The Aprilia-developed electronics deliver a sense of sophistication and refinement in exploiting the performance of the V-twin engine, delivering a degree of control which makes the Dorsoduro ultra-responsive and potent, delivering confidence on the go. You can swap between engine maps while in full flight, although these are quite extreme in nature. I spent most of my 140-mile day riding with the Touring map dialed up, and this delivered zestful performance combined with a satisfying sense of control in most conditions, making it definitely the most rideable map of the three. Switching to the Sport program brought a noticeable difference, with a much more aggressive throttle response and a fiercer pickup from a closed throttle. Both Sport and Touring deliver the full 130 horsepower at 8700 rpm from the Dorsoduro's V-twin engine, Touring doing so in a more progressive, but still fun way. The much, much softer Rain mode caps power at 100 horsepower, and lowdown drive is also reined back.
There are three levels of traction control (four, if you include switching it off altogether), each of which includes anti-wheelie control, although the whole system isn't as sophisticated as the one fitted to the RSV4 APRC, since only comparative wheel speed sensors are employed on the Dorsoduro and not the RSV4's inertia sensor and more sophisticated programming. And unlike the APRC, you can't swap between traction control settings on the go. Of the three settings, Three is the most intrusive, and selecting it to ride hard on those slippery Spanish roads soon had the system cutting in to reduce power when the rear Pirelli started to slide. At the other end of the scale, level One had much less effect, with enough power still maintained to get the rear wheel sliding on the Sport engine map when opening the throttle out of a slow turn. Two was the best, delivering confidence via a sense of control - but while not having the RSV4 system's range of adjustment, the TC in the Dorsoduro works just as effectively yet surreptitiously as the one in the V4 race replica. And forget about wheelying this bike, unless you cheat and launch it over the brow of a hill.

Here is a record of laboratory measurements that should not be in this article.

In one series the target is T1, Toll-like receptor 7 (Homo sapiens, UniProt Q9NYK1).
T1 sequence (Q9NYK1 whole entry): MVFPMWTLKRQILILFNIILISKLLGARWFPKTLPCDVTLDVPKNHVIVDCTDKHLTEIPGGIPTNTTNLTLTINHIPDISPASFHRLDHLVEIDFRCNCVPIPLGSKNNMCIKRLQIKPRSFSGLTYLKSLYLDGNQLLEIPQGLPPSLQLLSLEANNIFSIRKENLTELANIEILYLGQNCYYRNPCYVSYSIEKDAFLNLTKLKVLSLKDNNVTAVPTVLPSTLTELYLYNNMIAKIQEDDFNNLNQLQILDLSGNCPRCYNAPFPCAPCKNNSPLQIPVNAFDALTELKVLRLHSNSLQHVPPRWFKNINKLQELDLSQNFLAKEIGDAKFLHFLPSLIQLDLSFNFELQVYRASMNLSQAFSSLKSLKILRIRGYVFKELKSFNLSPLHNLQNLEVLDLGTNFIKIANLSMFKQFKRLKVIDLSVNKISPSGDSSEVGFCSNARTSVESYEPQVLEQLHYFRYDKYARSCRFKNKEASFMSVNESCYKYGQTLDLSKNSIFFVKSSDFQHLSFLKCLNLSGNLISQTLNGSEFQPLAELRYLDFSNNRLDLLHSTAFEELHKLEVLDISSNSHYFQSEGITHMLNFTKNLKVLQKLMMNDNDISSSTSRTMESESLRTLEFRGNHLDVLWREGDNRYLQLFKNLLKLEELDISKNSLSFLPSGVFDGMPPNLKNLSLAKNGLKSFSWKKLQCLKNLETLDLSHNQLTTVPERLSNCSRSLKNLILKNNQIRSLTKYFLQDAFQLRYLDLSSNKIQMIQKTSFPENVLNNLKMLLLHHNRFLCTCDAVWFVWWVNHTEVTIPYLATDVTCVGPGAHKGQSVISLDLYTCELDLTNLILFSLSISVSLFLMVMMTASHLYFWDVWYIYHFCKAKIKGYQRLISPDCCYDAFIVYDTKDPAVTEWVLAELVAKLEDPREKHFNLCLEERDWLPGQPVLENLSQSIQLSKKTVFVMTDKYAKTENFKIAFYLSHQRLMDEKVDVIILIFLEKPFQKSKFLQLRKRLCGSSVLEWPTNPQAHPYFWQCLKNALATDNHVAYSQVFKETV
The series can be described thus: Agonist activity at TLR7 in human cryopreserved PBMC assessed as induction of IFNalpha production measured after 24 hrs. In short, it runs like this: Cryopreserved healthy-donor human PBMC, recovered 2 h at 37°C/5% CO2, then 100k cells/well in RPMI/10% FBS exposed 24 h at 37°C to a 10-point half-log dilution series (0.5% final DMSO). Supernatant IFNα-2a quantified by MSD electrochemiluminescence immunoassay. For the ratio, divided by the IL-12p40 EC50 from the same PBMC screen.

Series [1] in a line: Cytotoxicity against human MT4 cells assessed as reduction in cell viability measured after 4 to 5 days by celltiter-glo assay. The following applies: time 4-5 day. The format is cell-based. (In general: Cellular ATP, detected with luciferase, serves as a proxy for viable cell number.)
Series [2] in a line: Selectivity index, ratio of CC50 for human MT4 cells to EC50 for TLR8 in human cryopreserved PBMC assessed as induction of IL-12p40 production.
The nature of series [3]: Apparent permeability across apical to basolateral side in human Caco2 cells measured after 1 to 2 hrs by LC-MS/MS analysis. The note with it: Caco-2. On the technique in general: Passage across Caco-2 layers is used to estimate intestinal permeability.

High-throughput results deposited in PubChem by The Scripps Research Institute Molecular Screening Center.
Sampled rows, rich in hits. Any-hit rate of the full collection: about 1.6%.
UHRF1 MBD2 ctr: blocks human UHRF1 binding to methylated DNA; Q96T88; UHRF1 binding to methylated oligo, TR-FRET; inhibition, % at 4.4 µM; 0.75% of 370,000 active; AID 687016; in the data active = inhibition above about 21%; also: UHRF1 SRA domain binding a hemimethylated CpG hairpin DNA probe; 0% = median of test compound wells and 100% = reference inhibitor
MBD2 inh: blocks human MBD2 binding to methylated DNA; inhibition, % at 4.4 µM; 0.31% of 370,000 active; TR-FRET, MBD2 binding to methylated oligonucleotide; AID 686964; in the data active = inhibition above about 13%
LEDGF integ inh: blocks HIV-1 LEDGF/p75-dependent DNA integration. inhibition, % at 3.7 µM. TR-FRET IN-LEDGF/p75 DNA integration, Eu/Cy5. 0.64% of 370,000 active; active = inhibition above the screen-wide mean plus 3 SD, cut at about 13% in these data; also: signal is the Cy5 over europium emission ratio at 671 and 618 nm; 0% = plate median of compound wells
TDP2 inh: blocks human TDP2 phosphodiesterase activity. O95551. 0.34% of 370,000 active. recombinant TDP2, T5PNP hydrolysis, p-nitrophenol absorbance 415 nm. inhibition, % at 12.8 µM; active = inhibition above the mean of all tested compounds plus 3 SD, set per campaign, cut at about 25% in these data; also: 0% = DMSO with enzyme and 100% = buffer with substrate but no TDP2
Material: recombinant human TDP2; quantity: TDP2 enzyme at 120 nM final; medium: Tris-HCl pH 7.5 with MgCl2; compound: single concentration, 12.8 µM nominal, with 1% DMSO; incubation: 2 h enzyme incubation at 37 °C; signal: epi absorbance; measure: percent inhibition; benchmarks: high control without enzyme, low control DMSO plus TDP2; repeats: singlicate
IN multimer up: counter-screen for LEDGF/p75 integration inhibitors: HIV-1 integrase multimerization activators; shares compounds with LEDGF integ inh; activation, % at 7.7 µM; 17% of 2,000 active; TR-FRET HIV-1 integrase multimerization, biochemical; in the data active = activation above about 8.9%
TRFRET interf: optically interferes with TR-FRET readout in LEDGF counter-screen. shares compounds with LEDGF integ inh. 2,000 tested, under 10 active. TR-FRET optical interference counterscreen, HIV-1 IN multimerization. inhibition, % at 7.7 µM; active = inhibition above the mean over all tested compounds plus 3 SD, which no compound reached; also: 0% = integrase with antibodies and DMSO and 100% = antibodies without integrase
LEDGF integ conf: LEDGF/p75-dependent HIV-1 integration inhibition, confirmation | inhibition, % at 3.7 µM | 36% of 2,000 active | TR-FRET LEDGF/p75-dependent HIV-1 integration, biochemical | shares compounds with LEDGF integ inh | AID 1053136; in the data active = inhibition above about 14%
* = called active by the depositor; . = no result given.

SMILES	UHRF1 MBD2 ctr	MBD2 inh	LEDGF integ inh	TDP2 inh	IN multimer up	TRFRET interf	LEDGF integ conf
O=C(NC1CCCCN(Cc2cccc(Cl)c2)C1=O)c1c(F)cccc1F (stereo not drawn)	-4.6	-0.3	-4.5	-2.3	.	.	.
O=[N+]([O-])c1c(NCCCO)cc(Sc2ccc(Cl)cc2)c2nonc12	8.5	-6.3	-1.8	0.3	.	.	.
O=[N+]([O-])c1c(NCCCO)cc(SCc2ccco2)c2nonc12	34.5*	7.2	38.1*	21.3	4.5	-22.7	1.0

The ABS worked really well, too, and there were lots of chances to evaluate it on those slick surfaces where I'd otherwise have been pretty nervous about using the front brakes to anything like their full potential - and they do work well, with good response thanks also to the braided metal brake lines that are standard. I didn't get the rear wheel chattering even under the hardest of stops for a downhill hairpin, despite the fact there's no slipper clutch fitted . And in spite of the steering geometry's hefty trail, the Dorsoduro didn't sit up and head for the haystacks if I took an extra handful of front brake leaned over in a turn. The Aprilia held its line well under high speed braking, plus it tracked straight and true even at speeds of 125 mph and more taking the autopista back to the Jerez GP circuit. It's responsive but composed - there's no sign of nervousness, thanks presumably to that conservative steering geometry.
The fully adjustable Sachs...
The fully adjustable Sachs rear shock offers a generous 155mm of wheel travel, operates without a linkage and is offset to the right for clearance to the rear cylinder's exhaust pipe.
The Dorsoduro features radial-mount...
The Dorsoduro features radial-mount four-piston Brembo calipers, 320mm Grimeca discs and a 43mm Sachs fork. A Factory version, with all the usual upgrades, will be offered.
The modular chassis will be...
The modular chassis will be shared with at least three other future 1200 V-twin Aprilia models. An upper tubular steel trellis section bolts to aluminum sideplates, making it easy to vary chassis dimensions across different models. On the 1200 Dorsoduro, rake and trail are quite relaxed at 27.3 degrees and 118mm respectively.
But there were definitely moments when the bike's inherent stability was too much of a good thing. With such a long wheelbase this will always be a slow-steering bike, but throw in extra weight, a pretty tall ride height, the raked-out fork angle and the large amount of trail, and now the steering is heavy as well as slow. The Sachs suspension was set up quite a bit stiffer than on the 750 Dorsoduro with the same setup, though here the fully adjustable fork and shock would presumably let you work round that. Still, you'd never guess that offset Sachs rear shock was devoid of any link, for its progressivity and compliance are excellent. The Dorsoduro was lots of fun to ride through a succession of hillside hairpins or tight, twisty turns, where the balanced feel to the bike as a whole was readily apparent.
Though undoubtedly still a work in progress in terms of smoothing off some rough edges, the Dorsoduro 1200 is one more block in the building set that Piaggio is committed to constructing to make Aprilia great again at a world level.
|APRILIA DORSODURO 1200
||Liquid-cooled, DOHC, 90- degree V-twin, 4 valves/cyl.
|Bore x stroke
||106 x 67.8mm
||EFI, 57mm throttle bodies, single injector/cyl.
||120/70ZR-17 Pirelli Diablo Corsa III
||180/55ZR-17 Pirelli Diablo Corsa III
||27.3 deg./4.6 in. (118mm)
||60.2 in. (1528mm)
||34.3 in. (870mm)
||4.0 gal. (15L)
|Claimed dry weight
||447 lb. (203kg))